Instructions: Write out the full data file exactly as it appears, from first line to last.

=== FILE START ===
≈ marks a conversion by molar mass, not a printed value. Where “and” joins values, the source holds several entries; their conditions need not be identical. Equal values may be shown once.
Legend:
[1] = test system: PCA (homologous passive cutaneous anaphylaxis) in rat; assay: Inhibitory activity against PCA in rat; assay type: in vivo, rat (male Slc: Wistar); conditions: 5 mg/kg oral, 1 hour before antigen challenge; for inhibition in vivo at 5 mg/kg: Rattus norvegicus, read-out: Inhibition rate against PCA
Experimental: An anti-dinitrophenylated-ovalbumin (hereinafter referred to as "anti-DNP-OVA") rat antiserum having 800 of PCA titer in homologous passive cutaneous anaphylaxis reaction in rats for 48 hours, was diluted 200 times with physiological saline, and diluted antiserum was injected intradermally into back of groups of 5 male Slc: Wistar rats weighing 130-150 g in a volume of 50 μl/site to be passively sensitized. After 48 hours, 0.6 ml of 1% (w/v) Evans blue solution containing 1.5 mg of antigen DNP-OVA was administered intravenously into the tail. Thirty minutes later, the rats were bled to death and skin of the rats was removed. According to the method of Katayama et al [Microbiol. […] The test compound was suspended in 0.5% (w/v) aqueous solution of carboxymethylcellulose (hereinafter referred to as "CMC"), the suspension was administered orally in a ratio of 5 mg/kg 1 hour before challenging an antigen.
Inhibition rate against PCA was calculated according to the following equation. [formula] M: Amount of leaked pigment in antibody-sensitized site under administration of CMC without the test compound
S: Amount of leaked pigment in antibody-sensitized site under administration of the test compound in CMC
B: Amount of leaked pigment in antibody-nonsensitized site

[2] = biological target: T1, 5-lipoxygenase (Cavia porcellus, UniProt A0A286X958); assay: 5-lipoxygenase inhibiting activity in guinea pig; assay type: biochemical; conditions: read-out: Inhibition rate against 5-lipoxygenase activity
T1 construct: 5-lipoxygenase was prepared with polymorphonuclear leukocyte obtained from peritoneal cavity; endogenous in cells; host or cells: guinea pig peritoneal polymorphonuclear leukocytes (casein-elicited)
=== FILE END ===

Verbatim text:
≈ marks a conversion by molar mass, not a printed value. Where “and” joins values, the source holds several entries; their conditions need not be identical. Equal values may be shown once.
Legend:
[1] = test system: PCA (homologous passive cutaneous anaphylaxis) in rat; assay: Inhibitory activity against PCA in rat; assay type: in vivo, rat (male Slc: Wistar); conditions: 5 mg/kg oral, 1 hour before antigen challenge; for inhibition in vivo at 5 mg/kg: Rattus norvegicus, read-out: Inhibition rate against PCA
Experimental: An anti-dinitrophenylated-ovalbumin (hereinafter referred to as "anti-DNP-OVA") rat antiserum having 800 of PCA titer in homologous passive cutaneous anaphylaxis reaction in rats for 48 hours, was diluted 200 times with physiological saline, and diluted antiserum was injected intradermally into back of groups of 5 male Slc: Wistar rats weighing 130-150 g in a volume of 50 μl/site to be passively sensitized. After 48 hours, 0.6 ml of 1% (w/v) Evans blue solution containing 1.5 mg of antigen DNP-OVA was administered intravenously into the tail. Thirty minutes later, the rats were bled to death and skin of the rats was removed. According to the method of Katayama et al [Microbiol. […] The test compound was suspended in 0.5% (w/v) aqueous solution of carboxymethylcellulose (hereinafter referred to as "CMC"), the suspension was administered orally in a ratio of 5 mg/kg 1 hour before challenging an antigen.
Inhibition rate against PCA was calculated according to the following equation. [formula] M: Amount of leaked pigment in antibody-sensitized site under administration of CMC without the test compound
S: Amount of leaked pigment in antibody-sensitized site under administration of the test compound in CMC
B: Amount of leaked pigment in antibody-nonsensitized site

[2] = biological target: T1, 5-lipoxygenase (Cavia porcellus, UniProt A0A286X958); assay: 5-lipoxygenase inhibiting activity in guinea pig; assay type: biochemical; conditions: read-out: Inhibition rate against 5-lipoxygenase activity
T1 construct: 5-lipoxygenase was prepared with polymorphonuclear leukocyte obtained from peritoneal cavity; endogenous in cells; host or cells: guinea pig peritoneal polymorphonuclear leukocytes (casein-elicited)